The number of new jobs created every year is low and most are poor-quality jobs. Recent studies of the Institute of Labour and Social Affairs (ILSA) and the International Labour Organization (ILO) show that the majority of labourers work in unofficial sectors or without wages or remuneration; with unstable employment rates even up to 76%.
Improved labour productivity and competitiveness is one of Vietnam’s challenges when participating in the production systems of the region and the world.
Labourers having jobs, qualified jobs, is an important platform to implement policies ensuring social security. In Vietnam in recent times, the economy grows fast but the new employment rate is low. ILSA research results show that the elastic coefficient of employment of VN is only 0.28% (per 1% of economic growth, the rate of new jobs generated is only 0.28%). This rate is much lower compared to other regional countries such as Brunei, 1.27%, and Singapore and the Philippines at 0.58%.
Labour productivity (LP) is an important factor for economic growth, rising wages and reduced long-term poverty. ILSA reported that employment in agriculture declined from 65.3% in 2000 to 52, 2% in 2007, because labourers moved to work in industries and services. Although the shift to these areas with higher productivity has helped to raise by 5.1% overall labour productivity per year, still, labour productivity is generally quite low. Compared with other countries in the region, Vietnam’s LP is only 61.4% of the ASEAN average, 22% that of Malaysia and 12.4% that of Singapore.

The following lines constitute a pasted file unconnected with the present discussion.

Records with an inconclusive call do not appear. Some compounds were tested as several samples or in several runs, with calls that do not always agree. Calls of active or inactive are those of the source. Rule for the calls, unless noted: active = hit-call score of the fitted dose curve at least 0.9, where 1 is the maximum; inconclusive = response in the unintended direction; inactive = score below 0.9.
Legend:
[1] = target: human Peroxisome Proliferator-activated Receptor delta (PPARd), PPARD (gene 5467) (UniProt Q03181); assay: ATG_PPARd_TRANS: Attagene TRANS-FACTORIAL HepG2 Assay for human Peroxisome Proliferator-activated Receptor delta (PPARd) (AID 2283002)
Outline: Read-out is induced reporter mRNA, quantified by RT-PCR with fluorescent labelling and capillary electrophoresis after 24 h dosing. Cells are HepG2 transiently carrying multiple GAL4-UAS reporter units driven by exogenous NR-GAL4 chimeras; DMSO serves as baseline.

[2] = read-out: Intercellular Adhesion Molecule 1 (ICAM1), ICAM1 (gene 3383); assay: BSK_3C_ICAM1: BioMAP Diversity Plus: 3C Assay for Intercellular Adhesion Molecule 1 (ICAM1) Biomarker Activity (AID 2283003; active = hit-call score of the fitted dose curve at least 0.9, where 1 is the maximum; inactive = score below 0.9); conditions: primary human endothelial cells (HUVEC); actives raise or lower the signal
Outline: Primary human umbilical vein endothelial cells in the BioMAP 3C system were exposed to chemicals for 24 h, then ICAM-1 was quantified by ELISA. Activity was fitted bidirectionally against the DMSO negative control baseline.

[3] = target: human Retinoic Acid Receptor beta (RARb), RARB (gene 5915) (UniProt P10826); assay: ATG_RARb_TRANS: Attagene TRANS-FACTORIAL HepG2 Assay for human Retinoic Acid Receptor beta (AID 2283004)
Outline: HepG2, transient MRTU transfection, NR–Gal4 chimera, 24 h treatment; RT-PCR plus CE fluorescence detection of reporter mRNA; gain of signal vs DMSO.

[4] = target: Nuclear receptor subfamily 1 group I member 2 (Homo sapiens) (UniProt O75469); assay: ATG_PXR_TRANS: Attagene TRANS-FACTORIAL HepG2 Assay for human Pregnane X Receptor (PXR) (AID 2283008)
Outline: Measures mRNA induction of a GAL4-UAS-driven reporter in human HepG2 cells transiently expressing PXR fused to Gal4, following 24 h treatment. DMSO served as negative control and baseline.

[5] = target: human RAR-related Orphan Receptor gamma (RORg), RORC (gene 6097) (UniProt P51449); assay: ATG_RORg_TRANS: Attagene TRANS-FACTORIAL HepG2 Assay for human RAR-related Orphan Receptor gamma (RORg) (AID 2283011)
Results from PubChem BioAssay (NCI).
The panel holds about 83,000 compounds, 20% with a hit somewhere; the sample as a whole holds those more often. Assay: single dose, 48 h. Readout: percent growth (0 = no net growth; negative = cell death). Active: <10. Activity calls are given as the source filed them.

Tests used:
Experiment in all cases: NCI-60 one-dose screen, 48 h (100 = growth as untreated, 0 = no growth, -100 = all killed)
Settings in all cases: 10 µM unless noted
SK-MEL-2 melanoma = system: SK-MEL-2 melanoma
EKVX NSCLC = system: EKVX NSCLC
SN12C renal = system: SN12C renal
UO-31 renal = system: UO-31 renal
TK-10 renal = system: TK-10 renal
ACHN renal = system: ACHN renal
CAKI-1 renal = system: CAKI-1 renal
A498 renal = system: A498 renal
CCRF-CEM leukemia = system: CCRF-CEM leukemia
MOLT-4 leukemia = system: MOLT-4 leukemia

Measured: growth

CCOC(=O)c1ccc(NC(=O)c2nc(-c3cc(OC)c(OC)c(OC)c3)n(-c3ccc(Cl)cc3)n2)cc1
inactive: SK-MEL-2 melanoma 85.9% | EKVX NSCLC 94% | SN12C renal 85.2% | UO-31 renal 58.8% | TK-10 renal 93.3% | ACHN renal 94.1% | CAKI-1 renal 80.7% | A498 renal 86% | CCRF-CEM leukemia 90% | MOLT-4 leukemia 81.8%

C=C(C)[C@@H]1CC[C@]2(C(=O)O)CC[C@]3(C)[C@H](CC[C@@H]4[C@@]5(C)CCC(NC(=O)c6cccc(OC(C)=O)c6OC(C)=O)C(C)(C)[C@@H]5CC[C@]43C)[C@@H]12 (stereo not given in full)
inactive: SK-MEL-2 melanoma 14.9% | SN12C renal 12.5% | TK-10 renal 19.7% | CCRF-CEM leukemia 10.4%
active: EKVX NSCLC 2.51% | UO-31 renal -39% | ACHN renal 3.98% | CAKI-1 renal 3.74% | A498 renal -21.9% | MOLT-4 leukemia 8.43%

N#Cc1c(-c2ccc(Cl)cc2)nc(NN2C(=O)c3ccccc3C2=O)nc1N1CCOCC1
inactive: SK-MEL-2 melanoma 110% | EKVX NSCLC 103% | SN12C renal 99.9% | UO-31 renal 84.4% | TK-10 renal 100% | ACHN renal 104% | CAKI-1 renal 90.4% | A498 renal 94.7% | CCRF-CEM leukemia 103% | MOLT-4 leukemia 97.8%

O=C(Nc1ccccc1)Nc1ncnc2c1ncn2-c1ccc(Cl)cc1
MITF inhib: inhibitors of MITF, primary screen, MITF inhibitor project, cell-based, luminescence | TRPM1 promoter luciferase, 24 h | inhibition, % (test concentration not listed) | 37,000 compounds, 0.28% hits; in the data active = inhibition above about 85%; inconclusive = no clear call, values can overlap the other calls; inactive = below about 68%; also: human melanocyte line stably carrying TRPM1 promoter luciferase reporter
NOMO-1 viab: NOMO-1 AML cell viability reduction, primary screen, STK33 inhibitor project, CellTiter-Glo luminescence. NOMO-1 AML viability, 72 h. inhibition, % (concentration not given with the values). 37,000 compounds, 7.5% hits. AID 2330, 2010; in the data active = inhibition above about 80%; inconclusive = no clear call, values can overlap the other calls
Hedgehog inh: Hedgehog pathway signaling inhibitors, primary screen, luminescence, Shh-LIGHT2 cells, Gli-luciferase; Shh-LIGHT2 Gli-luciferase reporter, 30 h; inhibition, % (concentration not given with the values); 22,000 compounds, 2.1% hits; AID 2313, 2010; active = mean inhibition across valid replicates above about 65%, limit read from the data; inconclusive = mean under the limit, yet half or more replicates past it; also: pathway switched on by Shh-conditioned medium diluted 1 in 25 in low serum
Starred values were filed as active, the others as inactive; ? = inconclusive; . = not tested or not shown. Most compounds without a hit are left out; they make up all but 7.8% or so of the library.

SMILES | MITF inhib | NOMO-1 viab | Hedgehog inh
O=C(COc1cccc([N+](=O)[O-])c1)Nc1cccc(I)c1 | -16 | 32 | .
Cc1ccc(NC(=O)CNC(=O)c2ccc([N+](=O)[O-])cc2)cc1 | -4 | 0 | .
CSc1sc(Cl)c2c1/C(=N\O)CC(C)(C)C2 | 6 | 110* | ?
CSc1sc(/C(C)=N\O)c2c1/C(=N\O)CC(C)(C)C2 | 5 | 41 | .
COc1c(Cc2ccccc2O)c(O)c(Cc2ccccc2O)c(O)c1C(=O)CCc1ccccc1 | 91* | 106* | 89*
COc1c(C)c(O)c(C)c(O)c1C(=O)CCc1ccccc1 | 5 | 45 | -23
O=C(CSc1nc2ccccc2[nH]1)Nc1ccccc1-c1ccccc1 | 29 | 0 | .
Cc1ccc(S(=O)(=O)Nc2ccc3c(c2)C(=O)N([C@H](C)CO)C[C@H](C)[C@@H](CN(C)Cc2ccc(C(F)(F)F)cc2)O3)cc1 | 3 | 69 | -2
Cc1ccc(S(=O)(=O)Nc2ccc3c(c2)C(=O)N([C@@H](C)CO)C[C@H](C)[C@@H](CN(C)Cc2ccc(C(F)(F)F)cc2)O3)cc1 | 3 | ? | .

“During the past time, although Vietnam has achieved high economic growth rates, the assurance of social security is far from the economic growth,” said Dr Nguyen Thi Lan Huong, Director of Labour and Social Studies Institute. According to her analysis, this is a result of capital and labour-intensive growth. Capital is poured more into state enterprises, but the rate of new jobs created in this area is lower than other types of businesses.
Labour-intensiveness is seen in investment attraction to many industries including textile-garment, leather footwear and fisheries, but creates lower quality jobs with low wages, poor conditions of working. Meanwhile, non-state sector enterprises play an important role in creating jobs. Labourers in this sector account for 90% of employment.
Therefore, in Ms Huong’s opinion, along with comprehensive social security strategy to help people cope with risks, a flexible labour market is required to support labourers in adapting to the uncertainties on employment and wages. In order to improve labour productivity, the government should continue creating a favourable environment to support labour shifts among economic sectors through the maintenance and development of industries with high productivity and more labour attraction.
Moreover, it is necessary to strengthen policies encouraging and promoting investment in small and medium enterprises to support these enterprises in applying modern technology and developing human resources. The most important economic growth strategy is job creation in high labour productivity sectors and measures promoting the shift from the agricultural sector to the industrial and service sectors, and from unofficial to official sectors.
(By Business News)